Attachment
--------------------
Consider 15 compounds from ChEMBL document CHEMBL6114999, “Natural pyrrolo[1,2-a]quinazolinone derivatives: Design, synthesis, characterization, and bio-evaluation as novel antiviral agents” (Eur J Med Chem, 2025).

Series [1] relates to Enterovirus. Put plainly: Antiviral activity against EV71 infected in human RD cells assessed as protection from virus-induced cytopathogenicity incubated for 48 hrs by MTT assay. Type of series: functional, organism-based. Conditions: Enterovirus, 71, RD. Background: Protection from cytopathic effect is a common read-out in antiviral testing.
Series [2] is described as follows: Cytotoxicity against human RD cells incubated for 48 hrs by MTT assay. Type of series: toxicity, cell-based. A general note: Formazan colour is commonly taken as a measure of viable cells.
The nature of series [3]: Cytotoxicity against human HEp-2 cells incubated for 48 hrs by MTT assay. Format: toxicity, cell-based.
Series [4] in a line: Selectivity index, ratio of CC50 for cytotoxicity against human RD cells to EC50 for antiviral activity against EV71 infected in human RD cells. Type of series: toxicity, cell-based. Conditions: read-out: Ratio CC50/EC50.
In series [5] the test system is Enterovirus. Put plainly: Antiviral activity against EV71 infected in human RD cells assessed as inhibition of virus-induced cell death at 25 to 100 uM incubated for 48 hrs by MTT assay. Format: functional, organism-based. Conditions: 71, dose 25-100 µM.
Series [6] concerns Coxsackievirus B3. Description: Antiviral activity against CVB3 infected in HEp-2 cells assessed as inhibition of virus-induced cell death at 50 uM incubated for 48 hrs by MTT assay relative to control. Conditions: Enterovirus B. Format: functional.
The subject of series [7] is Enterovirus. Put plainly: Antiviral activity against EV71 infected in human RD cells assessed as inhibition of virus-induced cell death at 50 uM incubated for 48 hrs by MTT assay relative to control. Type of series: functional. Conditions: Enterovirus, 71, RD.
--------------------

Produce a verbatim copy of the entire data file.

Consider 15 compounds from ChEMBL document CHEMBL6114999, “Natural pyrrolo[1,2-a]quinazolinone derivatives: Design, synthesis, characterization, and bio-evaluation as novel antiviral agents” (Eur J Med Chem, 2025).

Series [1] relates to Enterovirus. Put plainly: Antiviral activity against EV71 infected in human RD cells assessed as protection from virus-induced cytopathogenicity incubated for 48 hrs by MTT assay. Type of series: functional, organism-based. Conditions: Enterovirus, 71, RD. Background: Protection from cytopathic effect is a common read-out in antiviral testing.
Series [2] is described as follows: Cytotoxicity against human RD cells incubated for 48 hrs by MTT assay. Type of series: toxicity, cell-based. A general note: Formazan colour is commonly taken as a measure of viable cells.
The nature of series [3]: Cytotoxicity against human HEp-2 cells incubated for 48 hrs by MTT assay. Format: toxicity, cell-based.
Series [4] in a line: Selectivity index, ratio of CC50 for cytotoxicity against human RD cells to EC50 for antiviral activity against EV71 infected in human RD cells. Type of series: toxicity, cell-based. Conditions: read-out: Ratio CC50/EC50.
In series [5] the test system is Enterovirus. Put plainly: Antiviral activity against EV71 infected in human RD cells assessed as inhibition of virus-induced cell death at 25 to 100 uM incubated for 48 hrs by MTT assay. Format: functional, organism-based. Conditions: 71, dose 25-100 µM.
Series [6] concerns Coxsackievirus B3. Description: Antiviral activity against CVB3 infected in HEp-2 cells assessed as inhibition of virus-induced cell death at 50 uM incubated for 48 hrs by MTT assay relative to control. Conditions: Enterovirus B. Format: functional.
The subject of series [7] is Enterovirus. Put plainly: Antiviral activity against EV71 infected in human RD cells assessed as inhibition of virus-induced cell death at 50 uM incubated for 48 hrs by MTT assay relative to control. Type of series: functional. Conditions: Enterovirus, 71, RD.